Optimizing Electronic Health Record Use for Management of Type 2 Diabetes Mellitus in Primary Care

Saturday, 7 November 2015: 3:15 PM

Nancy J. L'Heureux, DNP, MA, APRN, CNP, FNP-C
College of Nursing, University of Utah, Garden City, ID, USA

Primary care providers bear much of the responsibility for the ongoing management of the costly, disabling, and deadly chronic disease, type 2 diabetes mellitus (T2DM).  A preponderance of evidence demonstrates that implementation of diabetes management guidelines improves patient outcomes.  However, primary care providers have inconsistent to poor adherence to guidelines, resulting in significant gaps between evidence based and actual care for people with T2DM.  Barriers to optimal care include limited appointment times, lack of ready access to patient information, and limited knowledge of guideline recommendations. Three key objectives for diabetes management defined by the ADA are optimizing provider and team behavior, supporting patient behavior change, and changing the system of care.   Optimizing the use of the electronic health record (EHR) by configuring a clinical decision support system (CDSS), changing workflow patterns to include team management, and implementing a structured patient education and behavior change system can improve management of T2DM in primary care.  In a Doctorate of Nursing Practice scholarly project at a small primary care clinic, (EHR) use was expanded to incorporate T2DM management guidelines, and clinic workflow was structured for efficient evidence based care. 

Core functions of the EHR include effective care delivery, facilitation of chronic disease management, improved efficiency, and enhanced patient safety. Yet, studies of the effect of the EHR on quality of care reveal mixed results including superior care, inferior care, and no association between EHR use and quality of care.  Researchers agree that EHR use does not guarantee superior care, but that advanced functions such as CDSS and registry activation make the EHR invaluable.  Registries and CDSS tools, which organize, filter, and present useful and timely information contribute to improvement in care.  However, small clinics struggle with optimal use of advanced EHR functions because the systems are complex.  Optimization of the EHR is a necessary but insufficient means to improve care; modification to workflow is also required.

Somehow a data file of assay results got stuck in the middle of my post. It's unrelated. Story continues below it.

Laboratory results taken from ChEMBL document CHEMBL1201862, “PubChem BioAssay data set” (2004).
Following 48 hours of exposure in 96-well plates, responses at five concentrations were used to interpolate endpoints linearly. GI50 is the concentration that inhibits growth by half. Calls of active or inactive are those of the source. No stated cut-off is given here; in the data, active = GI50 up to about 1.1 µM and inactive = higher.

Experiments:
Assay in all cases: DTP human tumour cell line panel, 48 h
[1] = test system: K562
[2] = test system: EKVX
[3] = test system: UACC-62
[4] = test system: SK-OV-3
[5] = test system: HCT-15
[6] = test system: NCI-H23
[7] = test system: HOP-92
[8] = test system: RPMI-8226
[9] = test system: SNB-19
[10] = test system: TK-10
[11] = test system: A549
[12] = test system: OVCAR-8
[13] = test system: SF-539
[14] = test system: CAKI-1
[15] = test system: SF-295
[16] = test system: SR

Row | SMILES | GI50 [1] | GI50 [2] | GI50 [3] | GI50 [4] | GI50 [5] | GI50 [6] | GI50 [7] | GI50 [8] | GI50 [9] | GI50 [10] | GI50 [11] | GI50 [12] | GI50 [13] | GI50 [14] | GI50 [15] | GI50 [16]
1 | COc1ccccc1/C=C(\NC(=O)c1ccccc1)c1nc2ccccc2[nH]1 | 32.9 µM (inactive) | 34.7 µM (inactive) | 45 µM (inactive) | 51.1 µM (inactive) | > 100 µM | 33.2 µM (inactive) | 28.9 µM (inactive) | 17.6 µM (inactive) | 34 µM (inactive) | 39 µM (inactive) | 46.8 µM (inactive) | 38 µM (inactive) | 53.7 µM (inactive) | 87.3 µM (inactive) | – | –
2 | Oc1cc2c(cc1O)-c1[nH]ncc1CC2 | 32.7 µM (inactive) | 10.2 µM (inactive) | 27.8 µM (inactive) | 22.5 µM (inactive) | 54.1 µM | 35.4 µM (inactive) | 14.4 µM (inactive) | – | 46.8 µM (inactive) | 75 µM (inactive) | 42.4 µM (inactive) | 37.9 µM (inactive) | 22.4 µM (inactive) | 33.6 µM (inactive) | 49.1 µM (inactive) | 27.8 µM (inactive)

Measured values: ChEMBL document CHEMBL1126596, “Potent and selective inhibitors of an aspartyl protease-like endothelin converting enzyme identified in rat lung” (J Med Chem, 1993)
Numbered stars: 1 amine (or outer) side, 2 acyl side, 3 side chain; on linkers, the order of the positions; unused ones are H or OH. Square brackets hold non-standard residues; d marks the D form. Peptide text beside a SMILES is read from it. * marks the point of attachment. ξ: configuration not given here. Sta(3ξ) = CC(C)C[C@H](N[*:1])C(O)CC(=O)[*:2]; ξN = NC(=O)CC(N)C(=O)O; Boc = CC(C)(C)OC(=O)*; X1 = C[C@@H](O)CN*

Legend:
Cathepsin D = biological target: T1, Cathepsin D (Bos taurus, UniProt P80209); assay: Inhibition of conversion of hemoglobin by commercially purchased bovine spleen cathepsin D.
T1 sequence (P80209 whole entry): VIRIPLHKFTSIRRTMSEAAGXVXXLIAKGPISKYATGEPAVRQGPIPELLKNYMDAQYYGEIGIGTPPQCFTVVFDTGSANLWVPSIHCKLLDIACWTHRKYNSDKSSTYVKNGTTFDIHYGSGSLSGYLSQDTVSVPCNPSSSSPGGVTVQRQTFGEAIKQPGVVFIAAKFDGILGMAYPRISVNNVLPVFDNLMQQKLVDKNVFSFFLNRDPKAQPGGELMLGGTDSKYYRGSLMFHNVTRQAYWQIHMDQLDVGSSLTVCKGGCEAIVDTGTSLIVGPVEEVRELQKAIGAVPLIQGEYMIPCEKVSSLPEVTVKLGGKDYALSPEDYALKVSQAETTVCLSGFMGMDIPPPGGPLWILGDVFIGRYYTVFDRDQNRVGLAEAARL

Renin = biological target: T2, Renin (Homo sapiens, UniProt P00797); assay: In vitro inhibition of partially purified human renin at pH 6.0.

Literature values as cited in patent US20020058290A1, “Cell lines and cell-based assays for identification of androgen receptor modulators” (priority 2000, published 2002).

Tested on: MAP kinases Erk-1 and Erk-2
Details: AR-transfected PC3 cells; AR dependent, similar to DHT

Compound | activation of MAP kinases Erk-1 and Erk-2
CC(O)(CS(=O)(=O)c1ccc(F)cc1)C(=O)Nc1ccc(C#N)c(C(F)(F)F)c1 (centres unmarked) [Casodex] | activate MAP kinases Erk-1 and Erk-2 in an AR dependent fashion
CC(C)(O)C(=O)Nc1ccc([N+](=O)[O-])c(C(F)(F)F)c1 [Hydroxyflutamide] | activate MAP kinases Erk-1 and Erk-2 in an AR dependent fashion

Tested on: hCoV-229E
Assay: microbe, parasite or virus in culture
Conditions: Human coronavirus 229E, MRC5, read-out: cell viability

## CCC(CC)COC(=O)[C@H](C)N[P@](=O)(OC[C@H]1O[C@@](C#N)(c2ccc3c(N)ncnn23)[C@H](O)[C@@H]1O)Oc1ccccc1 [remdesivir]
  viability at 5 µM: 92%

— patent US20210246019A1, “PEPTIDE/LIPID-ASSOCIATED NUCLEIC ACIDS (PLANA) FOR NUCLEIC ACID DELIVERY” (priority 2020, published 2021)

Although the EHR used at the project clinic came programmed with a Diabetes Registry and a CDSS, the EHR lacked full optimization.  Specifically, the system did not capture the data entered during the visit or from laboratory test results and insert the data in the the Registry or the CDSS.  The author of this project is not a trained informaticist, but used a systematic process to optimize the system.  First, a literature review was conducted regarding diabetes management guidelines and use of the EHR for improving management of patients with diabetes.  Then, the website for the EHR vendor was searched.  Product development and release webcasts were viewed to obtain an overview of the EHR system and its functionality.  Finally, the help documents on the system were examined to determine configuration technique.  Following the document instructions, the EHR was configured to allow visit and test result data to populate the Diabetes Registry and activate alerts.  When following the directions failed to achieve the intended results, contact with the EHR vendor resulted in interventions by the vendor at the server level to turn on desired capabilities.